To the Editor.—
Systemic lupus erythematosus (SLE) is a collagen vascular disease with multisystem involvement, including often the integument. Pemphigus is a group of bullous diseases affecting the skin and mucous membranes.1 Although both conditions are generally believed to be part of the autoimmune spectrum, each have distinctive clinical and immunopathologic characteristics. Pemphigus is also an organ-specific autoimmune disease with antibodies targeted only on the skin and mucous membranes with stratified epithelia, whereas SLE is non-organ specific autoimmune disease with several types of antinuclear antibodies (ANA) affecting many organs. We describe herein a patient with definite evidence of SLE in whom typical features of pemphigus vulgaris developed four months later, while the patient was receiving corticosteroid therapy.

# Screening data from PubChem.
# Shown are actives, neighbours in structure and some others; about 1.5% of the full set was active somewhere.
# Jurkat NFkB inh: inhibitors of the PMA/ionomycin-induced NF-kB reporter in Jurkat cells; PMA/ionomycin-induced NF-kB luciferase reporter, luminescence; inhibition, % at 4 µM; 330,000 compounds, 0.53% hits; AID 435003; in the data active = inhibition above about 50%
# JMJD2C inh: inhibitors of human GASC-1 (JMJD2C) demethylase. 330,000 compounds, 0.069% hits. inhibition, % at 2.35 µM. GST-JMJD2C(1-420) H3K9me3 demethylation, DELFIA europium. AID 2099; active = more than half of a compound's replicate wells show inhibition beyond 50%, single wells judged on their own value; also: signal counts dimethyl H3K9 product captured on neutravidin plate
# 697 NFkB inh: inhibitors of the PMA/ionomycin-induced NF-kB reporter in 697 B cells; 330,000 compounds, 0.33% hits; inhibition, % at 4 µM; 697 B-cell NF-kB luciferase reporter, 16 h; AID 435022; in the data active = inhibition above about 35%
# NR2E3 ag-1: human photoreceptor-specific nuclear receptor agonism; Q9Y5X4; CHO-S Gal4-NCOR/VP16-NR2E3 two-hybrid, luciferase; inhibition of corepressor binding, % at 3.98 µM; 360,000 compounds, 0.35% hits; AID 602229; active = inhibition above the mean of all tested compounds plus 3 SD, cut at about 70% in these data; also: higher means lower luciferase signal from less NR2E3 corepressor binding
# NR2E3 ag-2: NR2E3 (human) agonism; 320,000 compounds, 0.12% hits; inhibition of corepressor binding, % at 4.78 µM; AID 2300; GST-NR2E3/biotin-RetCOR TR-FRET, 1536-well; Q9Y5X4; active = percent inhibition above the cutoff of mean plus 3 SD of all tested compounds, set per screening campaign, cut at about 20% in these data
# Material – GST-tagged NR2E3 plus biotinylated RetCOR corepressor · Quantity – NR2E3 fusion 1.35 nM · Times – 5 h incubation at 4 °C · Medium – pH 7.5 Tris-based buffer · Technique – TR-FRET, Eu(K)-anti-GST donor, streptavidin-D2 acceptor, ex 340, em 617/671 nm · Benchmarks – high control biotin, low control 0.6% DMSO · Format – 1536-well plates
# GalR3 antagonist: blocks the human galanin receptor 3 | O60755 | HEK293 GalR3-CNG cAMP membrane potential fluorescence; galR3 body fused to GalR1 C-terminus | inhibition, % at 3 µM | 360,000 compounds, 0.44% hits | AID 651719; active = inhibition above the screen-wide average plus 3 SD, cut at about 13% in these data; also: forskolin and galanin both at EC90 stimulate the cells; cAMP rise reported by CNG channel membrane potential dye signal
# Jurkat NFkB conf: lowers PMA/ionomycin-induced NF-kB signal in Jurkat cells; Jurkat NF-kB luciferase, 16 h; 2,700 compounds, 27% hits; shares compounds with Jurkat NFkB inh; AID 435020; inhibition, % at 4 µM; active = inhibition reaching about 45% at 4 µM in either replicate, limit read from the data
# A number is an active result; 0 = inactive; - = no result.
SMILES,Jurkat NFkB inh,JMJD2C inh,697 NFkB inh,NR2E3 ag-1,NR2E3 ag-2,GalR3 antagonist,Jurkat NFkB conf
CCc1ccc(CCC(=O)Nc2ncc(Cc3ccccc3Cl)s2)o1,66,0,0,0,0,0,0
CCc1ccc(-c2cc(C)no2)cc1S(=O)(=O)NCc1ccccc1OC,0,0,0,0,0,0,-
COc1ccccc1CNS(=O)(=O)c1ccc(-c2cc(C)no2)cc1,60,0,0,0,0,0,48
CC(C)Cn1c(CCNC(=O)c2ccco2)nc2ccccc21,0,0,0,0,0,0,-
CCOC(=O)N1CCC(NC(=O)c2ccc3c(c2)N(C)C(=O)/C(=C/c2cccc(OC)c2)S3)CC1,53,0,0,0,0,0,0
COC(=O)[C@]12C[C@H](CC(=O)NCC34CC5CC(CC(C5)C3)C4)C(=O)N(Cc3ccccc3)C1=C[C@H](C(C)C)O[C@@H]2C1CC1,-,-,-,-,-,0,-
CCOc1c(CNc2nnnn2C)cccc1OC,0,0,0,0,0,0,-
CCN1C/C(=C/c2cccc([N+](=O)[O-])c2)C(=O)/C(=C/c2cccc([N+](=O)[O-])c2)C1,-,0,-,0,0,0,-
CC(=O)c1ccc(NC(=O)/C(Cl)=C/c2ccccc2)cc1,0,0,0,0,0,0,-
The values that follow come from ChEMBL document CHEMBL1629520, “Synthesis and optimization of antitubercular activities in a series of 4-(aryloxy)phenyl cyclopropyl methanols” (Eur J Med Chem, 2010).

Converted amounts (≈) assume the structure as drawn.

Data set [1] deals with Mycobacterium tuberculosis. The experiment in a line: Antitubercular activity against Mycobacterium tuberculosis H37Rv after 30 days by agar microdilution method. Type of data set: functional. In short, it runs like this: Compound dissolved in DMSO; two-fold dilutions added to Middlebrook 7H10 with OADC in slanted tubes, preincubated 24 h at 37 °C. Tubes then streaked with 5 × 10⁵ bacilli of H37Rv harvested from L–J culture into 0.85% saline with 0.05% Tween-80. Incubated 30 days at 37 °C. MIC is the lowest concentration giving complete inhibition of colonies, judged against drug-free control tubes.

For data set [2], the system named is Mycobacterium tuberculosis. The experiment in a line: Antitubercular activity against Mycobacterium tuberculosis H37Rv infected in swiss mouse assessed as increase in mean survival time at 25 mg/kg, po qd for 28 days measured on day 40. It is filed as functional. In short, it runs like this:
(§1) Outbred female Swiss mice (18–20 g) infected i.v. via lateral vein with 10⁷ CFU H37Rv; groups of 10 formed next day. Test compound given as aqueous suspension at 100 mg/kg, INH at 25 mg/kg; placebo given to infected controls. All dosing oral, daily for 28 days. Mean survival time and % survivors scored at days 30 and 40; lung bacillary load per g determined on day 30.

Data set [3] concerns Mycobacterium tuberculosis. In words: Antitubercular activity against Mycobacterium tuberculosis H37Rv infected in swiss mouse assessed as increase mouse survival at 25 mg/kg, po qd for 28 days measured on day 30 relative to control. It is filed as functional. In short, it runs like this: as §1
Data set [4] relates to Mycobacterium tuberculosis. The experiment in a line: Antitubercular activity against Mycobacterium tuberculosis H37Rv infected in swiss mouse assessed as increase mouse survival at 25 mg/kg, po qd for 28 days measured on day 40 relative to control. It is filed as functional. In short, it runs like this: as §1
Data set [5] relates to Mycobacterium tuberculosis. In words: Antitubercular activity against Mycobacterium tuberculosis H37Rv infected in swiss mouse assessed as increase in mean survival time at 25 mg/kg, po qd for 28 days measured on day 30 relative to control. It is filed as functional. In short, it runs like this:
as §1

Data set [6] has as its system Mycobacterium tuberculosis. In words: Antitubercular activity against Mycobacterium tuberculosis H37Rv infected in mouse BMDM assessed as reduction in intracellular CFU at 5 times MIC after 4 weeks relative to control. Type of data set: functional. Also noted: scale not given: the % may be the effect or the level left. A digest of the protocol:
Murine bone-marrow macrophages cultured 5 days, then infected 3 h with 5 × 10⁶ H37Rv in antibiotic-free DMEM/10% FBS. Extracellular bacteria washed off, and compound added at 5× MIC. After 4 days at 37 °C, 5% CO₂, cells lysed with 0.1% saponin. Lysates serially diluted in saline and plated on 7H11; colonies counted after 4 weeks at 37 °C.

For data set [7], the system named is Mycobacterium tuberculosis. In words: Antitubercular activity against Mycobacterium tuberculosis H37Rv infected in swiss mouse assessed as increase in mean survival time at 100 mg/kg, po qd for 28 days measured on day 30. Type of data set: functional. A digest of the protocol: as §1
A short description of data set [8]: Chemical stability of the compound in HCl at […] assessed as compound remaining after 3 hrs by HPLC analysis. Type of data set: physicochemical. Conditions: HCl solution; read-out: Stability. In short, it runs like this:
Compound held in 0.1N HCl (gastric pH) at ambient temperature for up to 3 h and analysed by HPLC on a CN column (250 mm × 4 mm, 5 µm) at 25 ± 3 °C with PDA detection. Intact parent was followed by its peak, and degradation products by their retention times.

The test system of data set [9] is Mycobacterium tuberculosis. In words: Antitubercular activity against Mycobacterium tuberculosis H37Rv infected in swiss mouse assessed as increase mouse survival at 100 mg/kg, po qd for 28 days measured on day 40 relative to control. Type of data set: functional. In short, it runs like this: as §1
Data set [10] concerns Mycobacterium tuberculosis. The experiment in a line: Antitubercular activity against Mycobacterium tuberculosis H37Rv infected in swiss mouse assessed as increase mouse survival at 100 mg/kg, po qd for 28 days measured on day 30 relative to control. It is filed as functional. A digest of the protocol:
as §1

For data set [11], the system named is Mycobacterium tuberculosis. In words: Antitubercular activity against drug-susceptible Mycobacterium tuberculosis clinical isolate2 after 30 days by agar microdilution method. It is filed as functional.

Report of a Case.—
A 59-year-old Chinese woman was seen at the Singapore General Hospital in July 1982, because of a sixmonth history of polyarthritis involving the knees, elbows, wrists, and fingers.
Fong PH, Chan HL. Systemic Lupus Erythematosus With Pemphigus Vulgaris. Arch Dermatol. 1985;121(1):26–27. doi:10.1001/archderm.1985.01660010030014
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